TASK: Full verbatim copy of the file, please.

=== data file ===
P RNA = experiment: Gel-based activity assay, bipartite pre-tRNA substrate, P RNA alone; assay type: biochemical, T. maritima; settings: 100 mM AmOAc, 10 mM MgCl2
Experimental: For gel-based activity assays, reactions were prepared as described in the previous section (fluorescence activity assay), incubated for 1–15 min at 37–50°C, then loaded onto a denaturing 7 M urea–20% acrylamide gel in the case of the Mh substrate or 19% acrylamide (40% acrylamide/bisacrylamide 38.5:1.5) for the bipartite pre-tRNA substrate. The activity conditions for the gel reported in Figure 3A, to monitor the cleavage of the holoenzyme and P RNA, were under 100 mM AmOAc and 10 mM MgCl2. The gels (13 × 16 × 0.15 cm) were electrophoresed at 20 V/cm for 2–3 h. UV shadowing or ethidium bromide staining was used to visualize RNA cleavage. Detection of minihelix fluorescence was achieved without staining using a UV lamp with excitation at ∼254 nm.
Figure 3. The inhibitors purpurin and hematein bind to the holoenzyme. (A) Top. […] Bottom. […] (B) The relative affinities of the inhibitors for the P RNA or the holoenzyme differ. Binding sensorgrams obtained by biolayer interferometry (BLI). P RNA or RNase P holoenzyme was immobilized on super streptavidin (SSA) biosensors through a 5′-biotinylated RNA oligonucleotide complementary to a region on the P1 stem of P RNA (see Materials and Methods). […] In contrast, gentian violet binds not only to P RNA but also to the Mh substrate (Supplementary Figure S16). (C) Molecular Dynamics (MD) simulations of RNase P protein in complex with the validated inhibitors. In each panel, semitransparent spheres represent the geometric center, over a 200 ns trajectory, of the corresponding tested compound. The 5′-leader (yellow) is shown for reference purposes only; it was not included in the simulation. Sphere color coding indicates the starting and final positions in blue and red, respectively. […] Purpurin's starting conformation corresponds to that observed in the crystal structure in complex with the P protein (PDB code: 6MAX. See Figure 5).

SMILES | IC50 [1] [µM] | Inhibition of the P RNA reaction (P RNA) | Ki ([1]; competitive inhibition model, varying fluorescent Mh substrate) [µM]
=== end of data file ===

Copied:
P RNA = experiment: Gel-based activity assay, bipartite pre-tRNA substrate, P RNA alone; assay type: biochemical, T. maritima; settings: 100 mM AmOAc, 10 mM MgCl2
Experimental: For gel-based activity assays, reactions were prepared as described in the previous section (fluorescence activity assay), incubated for 1–15 min at 37–50°C, then loaded onto a denaturing 7 M urea–20% acrylamide gel in the case of the Mh substrate or 19% acrylamide (40% acrylamide/bisacrylamide 38.5:1.5) for the bipartite pre-tRNA substrate. The activity conditions for the gel reported in Figure 3A, to monitor the cleavage of the holoenzyme and P RNA, were under 100 mM AmOAc and 10 mM MgCl2. The gels (13 × 16 × 0.15 cm) were electrophoresed at 20 V/cm for 2–3 h. UV shadowing or ethidium bromide staining was used to visualize RNA cleavage. Detection of minihelix fluorescence was achieved without staining using a UV lamp with excitation at ∼254 nm.
Figure 3. The inhibitors purpurin and hematein bind to the holoenzyme. (A) Top. […] Bottom. […] (B) The relative affinities of the inhibitors for the P RNA or the holoenzyme differ. Binding sensorgrams obtained by biolayer interferometry (BLI). P RNA or RNase P holoenzyme was immobilized on super streptavidin (SSA) biosensors through a 5′-biotinylated RNA oligonucleotide complementary to a region on the P1 stem of P RNA (see Materials and Methods). […] In contrast, gentian violet binds not only to P RNA but also to the Mh substrate (Supplementary Figure S16). (C) Molecular Dynamics (MD) simulations of RNase P protein in complex with the validated inhibitors. In each panel, semitransparent spheres represent the geometric center, over a 200 ns trajectory, of the corresponding tested compound. The 5′-leader (yellow) is shown for reference purposes only; it was not included in the simulation. Sphere color coding indicates the starting and final positions in blue and red, respectively. […] Purpurin's starting conformation corresponds to that observed in the crystal structure in complex with the P protein (PDB code: 6MAX. See Figure 5).

SMILES | IC50 [1] [µM] | Inhibition of the P RNA reaction (P RNA) | Ki ([1]; competitive inhibition model, varying fluorescent Mh substrate) [µM]